Have you reached a point in your life where you want to give back? As a senior, careers in the service sector may offer fulfilling ways to help others by drawing upon your years of valuable life experience.

13. Tutor

Do you have a strong background in an academic area? You could help others successfully learn that subject. Plus, tutoring is usually a flexible job since you can often set your own hours and choose your clients.

Your clients could include anyone from elementary students to adult learners. Tutors who know how to help students prepare for college-entrance tests such as the SAT are also in demand. You can work independently by finding your own clients, or you can work for an established tutoring company.

  • Median hourly wage: $17.53

14. Personal care aide or home health aide

Want to feel that you're truly making a difference? Personal care aides help people who are disabled or sick by assisting them with basic everyday needs. For example, you could provide assistance with things like errands, laundry, and bathing. But this can be physical work, so you should be comfortable lifting heavier objects and helping clients move from place to place within their homes or while out running errands.

As a home health aide, you could change bandages or dressings, monitor body temperature, and administer basic medications. (Home health aides are usually allowed to perform more medically necessary tasks than personal care aides.)

These types of roles are some of the top jobs for women over 50 since maturity and life experience are highly valued in them. (Although people of any gender can work in this field and a need exists for more males, over 90 percent of care workers are female, according to an article in the Journal of Gerontological Social Work.) Plus, many clients (who are often seniors themselves) prefer older workers over younger workers who may not empathize as much with the difficulties they face.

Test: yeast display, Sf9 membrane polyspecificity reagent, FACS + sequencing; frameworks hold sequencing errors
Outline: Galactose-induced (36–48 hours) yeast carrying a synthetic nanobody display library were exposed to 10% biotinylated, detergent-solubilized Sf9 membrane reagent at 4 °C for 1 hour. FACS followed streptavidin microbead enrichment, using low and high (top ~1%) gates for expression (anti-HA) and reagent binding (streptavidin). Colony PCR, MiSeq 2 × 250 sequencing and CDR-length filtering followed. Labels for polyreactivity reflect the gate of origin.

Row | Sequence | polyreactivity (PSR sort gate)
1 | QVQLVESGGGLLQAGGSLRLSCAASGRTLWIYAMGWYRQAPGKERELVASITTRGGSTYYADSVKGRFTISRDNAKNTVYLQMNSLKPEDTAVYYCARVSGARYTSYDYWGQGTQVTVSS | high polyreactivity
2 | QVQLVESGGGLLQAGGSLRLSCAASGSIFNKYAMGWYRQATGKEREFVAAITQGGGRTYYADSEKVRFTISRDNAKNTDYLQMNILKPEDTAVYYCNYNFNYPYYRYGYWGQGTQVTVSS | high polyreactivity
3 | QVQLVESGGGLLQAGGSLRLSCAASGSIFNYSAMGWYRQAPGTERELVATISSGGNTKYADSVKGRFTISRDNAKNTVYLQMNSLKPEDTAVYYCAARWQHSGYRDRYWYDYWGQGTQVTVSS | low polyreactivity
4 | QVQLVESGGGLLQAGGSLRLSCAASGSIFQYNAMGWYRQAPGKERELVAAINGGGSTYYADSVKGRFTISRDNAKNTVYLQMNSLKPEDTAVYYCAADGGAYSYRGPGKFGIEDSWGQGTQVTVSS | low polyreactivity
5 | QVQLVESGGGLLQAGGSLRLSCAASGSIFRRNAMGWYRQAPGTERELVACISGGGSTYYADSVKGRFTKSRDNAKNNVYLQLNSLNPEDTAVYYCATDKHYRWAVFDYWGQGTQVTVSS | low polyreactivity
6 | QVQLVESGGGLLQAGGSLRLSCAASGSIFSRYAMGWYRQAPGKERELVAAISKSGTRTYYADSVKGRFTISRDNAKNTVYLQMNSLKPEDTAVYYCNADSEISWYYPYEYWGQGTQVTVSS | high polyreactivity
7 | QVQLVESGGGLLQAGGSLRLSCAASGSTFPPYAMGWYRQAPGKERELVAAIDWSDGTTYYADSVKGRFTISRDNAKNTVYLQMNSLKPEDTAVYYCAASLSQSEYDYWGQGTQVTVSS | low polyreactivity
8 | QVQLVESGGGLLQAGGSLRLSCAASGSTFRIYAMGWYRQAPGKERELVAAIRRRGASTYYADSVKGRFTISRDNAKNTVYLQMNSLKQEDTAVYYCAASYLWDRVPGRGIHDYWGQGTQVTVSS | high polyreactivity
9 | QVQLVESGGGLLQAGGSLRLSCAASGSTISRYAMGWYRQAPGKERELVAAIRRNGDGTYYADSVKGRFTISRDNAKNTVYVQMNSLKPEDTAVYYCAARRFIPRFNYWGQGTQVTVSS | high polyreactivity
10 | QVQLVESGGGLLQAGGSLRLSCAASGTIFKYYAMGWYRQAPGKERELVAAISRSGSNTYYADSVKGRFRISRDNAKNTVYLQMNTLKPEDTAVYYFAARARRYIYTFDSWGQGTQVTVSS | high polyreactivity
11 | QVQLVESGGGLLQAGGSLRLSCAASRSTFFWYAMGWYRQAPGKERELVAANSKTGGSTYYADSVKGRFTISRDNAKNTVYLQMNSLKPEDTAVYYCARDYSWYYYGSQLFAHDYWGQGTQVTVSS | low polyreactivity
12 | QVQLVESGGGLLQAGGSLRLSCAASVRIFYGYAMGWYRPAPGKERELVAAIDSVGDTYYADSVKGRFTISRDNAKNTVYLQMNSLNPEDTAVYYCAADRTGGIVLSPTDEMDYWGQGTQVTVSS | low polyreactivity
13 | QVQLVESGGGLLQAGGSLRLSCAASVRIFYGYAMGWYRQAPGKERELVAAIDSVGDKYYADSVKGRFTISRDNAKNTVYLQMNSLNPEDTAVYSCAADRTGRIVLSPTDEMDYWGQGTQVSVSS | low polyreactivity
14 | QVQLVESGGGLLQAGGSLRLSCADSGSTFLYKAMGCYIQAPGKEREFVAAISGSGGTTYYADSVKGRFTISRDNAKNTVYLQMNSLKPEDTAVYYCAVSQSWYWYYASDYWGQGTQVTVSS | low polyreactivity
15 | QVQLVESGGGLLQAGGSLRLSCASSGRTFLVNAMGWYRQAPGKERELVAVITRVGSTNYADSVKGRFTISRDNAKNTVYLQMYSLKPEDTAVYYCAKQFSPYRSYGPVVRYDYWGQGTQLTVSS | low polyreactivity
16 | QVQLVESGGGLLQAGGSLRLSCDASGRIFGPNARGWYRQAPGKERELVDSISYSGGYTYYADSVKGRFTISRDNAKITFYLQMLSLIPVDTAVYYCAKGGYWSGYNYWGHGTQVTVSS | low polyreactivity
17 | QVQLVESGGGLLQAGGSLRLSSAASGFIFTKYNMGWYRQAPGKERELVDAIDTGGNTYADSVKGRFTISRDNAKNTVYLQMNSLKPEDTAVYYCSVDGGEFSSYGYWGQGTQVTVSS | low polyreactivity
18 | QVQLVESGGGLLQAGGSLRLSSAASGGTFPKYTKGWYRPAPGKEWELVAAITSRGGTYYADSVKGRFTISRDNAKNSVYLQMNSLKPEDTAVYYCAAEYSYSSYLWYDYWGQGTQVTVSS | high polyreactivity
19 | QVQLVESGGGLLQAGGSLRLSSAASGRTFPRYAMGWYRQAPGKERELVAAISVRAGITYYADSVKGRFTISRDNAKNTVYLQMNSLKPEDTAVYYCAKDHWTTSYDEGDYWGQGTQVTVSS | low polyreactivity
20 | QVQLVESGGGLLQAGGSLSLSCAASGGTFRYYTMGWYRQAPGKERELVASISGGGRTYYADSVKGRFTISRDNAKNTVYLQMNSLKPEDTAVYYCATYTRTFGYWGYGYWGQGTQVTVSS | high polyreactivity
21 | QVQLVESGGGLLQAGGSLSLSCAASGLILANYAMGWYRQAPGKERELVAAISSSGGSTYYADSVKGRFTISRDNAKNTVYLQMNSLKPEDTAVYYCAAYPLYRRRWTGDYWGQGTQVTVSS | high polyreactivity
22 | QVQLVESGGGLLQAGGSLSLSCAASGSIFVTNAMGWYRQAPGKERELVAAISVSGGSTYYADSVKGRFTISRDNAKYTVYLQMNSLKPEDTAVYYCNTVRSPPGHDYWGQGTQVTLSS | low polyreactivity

• Median hourly wage: $14.15 for personal care and home health aides

15. Childcare worker

Help care for other people's children. You could find work in a daycare, childcare center, or as a private nanny. If you don't have formal childcare experience, completing an early childhood education program can help you find a position. (Certificate programs can often be completed in one year or less.) You also may need to complete a criminal record check. And you should have good physical stamina since children have a lot of energy.

  • Median hourly wage: $13.22

16. Teacher assistant

Help teachers by working one on one with students and providing other support as needed. Some teacher assistants even work with special needs students. But you may need a two-year associate degree. And you should be in good physical shape. (Although we don't tend to think of teaching as a physical career, the OOH says that teacher assistants sometimes get hurt while doing their jobs.)

  • Median hourly wage: $14.12

17. School bus monitor

School bus drivers need to focus on driving, but students can get unruly. So who keeps things in order so that buses travel safely? School bus monitors. If you like kids and can keep your cool in sometimes chaotic conditions, this can be a rewarding job.

  • Median hourly wage: $16.95

You Want to Make Money and Receive Good Benefits

Do you simply need more money and financial support? In addition to opportunities to earn good wages, these kinds of jobs offer the chance to receive good benefits, such as a solid health insurance plan—something that becomes even more important as we age.

18. Government worker

Older people who are looking for competitive salaries and great benefits should consider government jobs. (Seniors are well-represented within the federal government workforce, since more than 25 percent of federal workers are over 55.)

One big perk of government jobs is that many of them come with a good pension. Plus, many federal workers are eligible for the Federal Employees Health Benefits Program, even after they stop working. (Unlike the private sector, the government continues to pay a portion of the premiums after a worker retires.)

Search for federal government positions at USAJOBS. And remember that some agencies within the federal government have programs specifically for seniors.